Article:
When you drop your children off at daycare, you hope that they’ll have a fun and fulfilling day. You look forward to hearing about what they learned and experienced. However, you also worry that something bad could happen to them someday. For example, they may get scrapes and bruises from falling on the playground, or another student may something mean to them.
Hugs and a few Band-Aids will take care of the former. As for the latter, your children need to learn how to resolve conflicts with their peers—and the sooner, the better.
Because your children interact with many other students on a daily basis, they have a high risk for interpersonal conflict. Teach your children about the tips below to ensure they respond constructively to this kind of problem.
1. Pause before you react and collect your thoughts.
Most children don’t have experience with this kind of conflict, so they tend to emotionally explode. However, encourage your children to take a deep breath and wait before responding to a rude comment or an argument. If they wait, they can avoid perpetuating the problem with rude comments or insensitive arguments of their own.
This pause also gives your children a chance to swallow their emotions and respond with a rational or empathetic approach.
2. Try to understand the problem from the other person’s point of view.
Empathy matters more than anything else in conflict resolution. Teach your children that they don’t have to prove the other person wrong to solve interpersonal problems. Rather, they need to understand that person.
When you explain these tips to your children, make sure you outline how to feel empathy. Your children should think about what could have made this other person angry, and then they should react with compassion. This concept may prove difficult to teach, so don’t expect your children to get it right away.
3. React calmly, if at all possible.
When your children have interpersonal problems, they should not use raised voices or talk over the other person. They should not throw tantrums or try to physically hurt the other person ether. Instead, they must keep their voices natural and even. Encourage them to sit still and keep their hands folded in their laps as well. This behavior will make them seem less threatening to their peers.
4. If you must react with emotion, react from a place of sadness, not anger.
Anger only makes issues worse. So, if your children struggle to react calmly, encourage them to react with sadness rather than anger. Sadness looks less threatening to other people—and when people feel threatened, they don’t want to cooperate or empathize. Sadness, on the other hand, persuades other people to feel empathy because they know they caused someone pain.
Additionally, sadness ensures that your children don’t do anything physical or verbal that gets them in trouble.
5. Involve a teacher or other authority figure.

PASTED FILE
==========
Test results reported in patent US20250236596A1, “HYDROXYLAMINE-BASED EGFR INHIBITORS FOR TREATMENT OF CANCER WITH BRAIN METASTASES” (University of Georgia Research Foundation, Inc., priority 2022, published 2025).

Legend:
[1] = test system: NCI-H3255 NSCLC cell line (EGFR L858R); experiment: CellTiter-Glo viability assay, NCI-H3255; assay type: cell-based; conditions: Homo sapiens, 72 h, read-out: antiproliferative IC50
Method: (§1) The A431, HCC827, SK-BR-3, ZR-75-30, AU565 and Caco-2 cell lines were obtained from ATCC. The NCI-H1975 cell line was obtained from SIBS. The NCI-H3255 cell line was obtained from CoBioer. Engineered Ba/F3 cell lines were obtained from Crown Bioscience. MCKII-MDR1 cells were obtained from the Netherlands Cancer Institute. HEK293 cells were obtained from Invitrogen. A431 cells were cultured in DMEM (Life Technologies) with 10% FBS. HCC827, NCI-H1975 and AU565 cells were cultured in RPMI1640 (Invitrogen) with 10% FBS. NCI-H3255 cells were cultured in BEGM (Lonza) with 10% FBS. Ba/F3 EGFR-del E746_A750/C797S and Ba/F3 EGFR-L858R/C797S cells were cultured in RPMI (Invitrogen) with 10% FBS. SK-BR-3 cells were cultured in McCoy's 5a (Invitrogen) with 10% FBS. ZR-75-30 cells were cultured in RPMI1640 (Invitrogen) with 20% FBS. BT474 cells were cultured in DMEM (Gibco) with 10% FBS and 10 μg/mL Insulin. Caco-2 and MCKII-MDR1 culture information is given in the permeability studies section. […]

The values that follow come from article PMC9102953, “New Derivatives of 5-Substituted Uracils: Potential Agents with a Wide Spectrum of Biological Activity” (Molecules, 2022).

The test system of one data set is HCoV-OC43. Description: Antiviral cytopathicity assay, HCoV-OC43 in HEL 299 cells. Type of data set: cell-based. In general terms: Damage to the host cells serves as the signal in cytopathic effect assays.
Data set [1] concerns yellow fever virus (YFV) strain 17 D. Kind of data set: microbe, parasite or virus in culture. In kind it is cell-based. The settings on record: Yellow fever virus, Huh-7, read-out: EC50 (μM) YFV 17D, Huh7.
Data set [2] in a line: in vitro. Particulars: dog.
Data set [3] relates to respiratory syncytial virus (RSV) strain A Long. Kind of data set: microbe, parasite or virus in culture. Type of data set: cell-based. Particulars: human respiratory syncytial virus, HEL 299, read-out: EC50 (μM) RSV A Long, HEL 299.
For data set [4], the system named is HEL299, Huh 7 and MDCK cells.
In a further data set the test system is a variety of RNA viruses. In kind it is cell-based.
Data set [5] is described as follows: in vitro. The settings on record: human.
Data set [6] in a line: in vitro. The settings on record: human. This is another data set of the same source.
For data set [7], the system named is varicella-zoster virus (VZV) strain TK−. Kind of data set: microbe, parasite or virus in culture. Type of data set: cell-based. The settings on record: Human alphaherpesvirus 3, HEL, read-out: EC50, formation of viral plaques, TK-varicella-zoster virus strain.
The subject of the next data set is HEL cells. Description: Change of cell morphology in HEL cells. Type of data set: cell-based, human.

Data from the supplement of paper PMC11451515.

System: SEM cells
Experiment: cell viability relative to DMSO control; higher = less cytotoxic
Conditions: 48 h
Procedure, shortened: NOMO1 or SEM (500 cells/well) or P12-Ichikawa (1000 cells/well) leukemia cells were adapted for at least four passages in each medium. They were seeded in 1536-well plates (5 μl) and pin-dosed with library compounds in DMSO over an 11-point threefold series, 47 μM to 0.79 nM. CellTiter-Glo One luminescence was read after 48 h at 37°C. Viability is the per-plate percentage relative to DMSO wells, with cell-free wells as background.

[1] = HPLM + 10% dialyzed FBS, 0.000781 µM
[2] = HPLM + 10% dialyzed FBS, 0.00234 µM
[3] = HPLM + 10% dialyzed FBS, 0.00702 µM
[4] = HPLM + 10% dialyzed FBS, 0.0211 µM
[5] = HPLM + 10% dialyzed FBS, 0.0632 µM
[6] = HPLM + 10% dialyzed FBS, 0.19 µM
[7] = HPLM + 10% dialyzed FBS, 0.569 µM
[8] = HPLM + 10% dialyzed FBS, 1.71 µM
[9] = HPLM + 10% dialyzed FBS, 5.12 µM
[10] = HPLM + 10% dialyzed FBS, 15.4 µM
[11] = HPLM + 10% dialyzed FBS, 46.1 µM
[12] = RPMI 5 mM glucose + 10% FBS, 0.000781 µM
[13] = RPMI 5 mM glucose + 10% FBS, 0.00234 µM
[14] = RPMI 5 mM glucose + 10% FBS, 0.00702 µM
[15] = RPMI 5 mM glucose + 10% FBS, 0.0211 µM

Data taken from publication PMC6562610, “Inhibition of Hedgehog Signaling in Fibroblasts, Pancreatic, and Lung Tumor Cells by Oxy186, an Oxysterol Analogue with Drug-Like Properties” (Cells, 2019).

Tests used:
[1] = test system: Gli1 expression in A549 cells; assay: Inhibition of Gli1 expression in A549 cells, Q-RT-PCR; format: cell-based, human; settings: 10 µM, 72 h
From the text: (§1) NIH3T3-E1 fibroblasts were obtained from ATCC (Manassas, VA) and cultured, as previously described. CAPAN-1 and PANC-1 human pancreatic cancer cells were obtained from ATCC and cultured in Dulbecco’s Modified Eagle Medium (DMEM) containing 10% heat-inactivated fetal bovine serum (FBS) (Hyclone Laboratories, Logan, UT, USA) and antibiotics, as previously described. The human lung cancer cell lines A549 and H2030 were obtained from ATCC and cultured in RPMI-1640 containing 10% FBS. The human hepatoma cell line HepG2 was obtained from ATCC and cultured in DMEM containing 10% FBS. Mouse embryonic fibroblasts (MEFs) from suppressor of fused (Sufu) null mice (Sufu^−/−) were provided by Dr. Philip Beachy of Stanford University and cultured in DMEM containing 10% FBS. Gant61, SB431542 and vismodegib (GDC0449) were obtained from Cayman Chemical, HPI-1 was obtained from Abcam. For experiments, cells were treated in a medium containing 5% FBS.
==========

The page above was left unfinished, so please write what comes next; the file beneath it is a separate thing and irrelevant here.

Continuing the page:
Sometimes, even if your children behave responsibly, the other student may not want to cooperate. In this situation, your kids must involve a teacher, administrator, or other authority figure. They can even involve you. This strategy forces all parties to sit down and find a resolution. Adults can even suggest ways to end the disagreement more quickly.
Also, if your children don’t feel brave enough to confront the angry or rude peer on their own, an authority figure can give them the confidence to continue.
6. Admit it when you are wrong.
Children feel especially sensitive to failure because many of them want to prove their poise and skill to their friends and parents. As a result, when they do something wrong, they try to hide it. Tell your kids that they should not continue this practice during disagreements. If they do something wrong, they should admit it and apologize for it.
7. Tell people exactly why you feel as you do, and explain specifically what you expect from them.
Sometimes people act passive aggressively because they want the other person to do all the work. They see this other person as the responsible party, so he or she has to apologize and make amends of his or her own volition. However, the passive-aggressive strategy rarely works in real conflicts. In fact, it usually makes the situation worse.
So, have your children outline the specifics of what they want from their peers when they have disagreements. Tell them to ask directly for apologies.
8. Forgive the other person.
At the end of the conflict resolution process, your children must forgive the other student. Remind your kids that they shouldn’t let their anger or bitterness fester. They need to let the problem go and treat their peer kindly. If they cannot, then they need to ask you or their teacher for further ways to solve the problem.
When your children know how to deal with disagreements responsibly, they’ll have a better time at daycare. Use the tips above to help them develop this skill.